As he left for Sochi on Friday, Bennett said Israel’s relations with Moscow are an “important element” of the country’s foreign policy.

He said this was in part due “to the million Russian speakers in Israel, who constitute a bridge between the two countries.”

The visit may be one of Putin’s last face-to-face meeting with a foreign leader before Russia’s new Covid restrictions come into force next week.

The Kremlin has said the 69-year-old will scrap in-person meetings during a nationwide week-long holiday starting October 30 designed to curb record virus deaths.

Last week, Bennett’s office said the pair will discuss Iran’s nuclear programme.

Moscow is one of the signatories to a 2015 deal that saw sanctions relief for Iran in exchange for limits to its nuclear capability.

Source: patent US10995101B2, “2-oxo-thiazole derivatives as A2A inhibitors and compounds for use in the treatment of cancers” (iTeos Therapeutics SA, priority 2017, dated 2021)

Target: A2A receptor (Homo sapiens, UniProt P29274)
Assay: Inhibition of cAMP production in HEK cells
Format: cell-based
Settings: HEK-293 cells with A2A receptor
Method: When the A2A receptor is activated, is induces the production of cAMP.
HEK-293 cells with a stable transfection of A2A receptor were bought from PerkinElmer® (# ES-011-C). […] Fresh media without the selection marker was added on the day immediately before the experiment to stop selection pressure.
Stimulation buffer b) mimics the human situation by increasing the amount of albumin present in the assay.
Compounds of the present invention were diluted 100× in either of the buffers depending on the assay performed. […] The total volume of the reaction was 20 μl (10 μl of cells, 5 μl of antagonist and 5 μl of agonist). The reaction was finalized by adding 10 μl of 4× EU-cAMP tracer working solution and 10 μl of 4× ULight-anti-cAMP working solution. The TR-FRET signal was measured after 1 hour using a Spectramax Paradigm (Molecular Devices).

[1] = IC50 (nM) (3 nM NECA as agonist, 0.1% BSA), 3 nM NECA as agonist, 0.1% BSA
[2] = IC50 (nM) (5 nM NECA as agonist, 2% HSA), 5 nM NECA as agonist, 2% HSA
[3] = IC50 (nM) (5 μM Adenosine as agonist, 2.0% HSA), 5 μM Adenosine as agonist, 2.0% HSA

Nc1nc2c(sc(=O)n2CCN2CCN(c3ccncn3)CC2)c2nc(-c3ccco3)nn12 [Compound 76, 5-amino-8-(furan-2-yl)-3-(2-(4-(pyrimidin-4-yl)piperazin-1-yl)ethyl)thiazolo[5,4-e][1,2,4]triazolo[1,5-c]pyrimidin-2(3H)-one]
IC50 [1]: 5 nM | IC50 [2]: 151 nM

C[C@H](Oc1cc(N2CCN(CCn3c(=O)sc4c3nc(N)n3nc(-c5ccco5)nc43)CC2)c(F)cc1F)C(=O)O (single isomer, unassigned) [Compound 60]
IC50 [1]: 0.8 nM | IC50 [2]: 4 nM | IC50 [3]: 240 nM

Former US president Donald Trump withdrew from the deal in 2018 and reimposed harsh sanctions, leading Tehran to gradually roll back its commitments under the agreement.

Bennett told the United Nations General Assembly last month that Israel “will not allow Iran to acquire a nuclear weapon.”

Putin had congratulated Bennett after he was sworn in and said that Russian-Israeli cooperation would help strengthen “peace, security and stability in the Middle East.”

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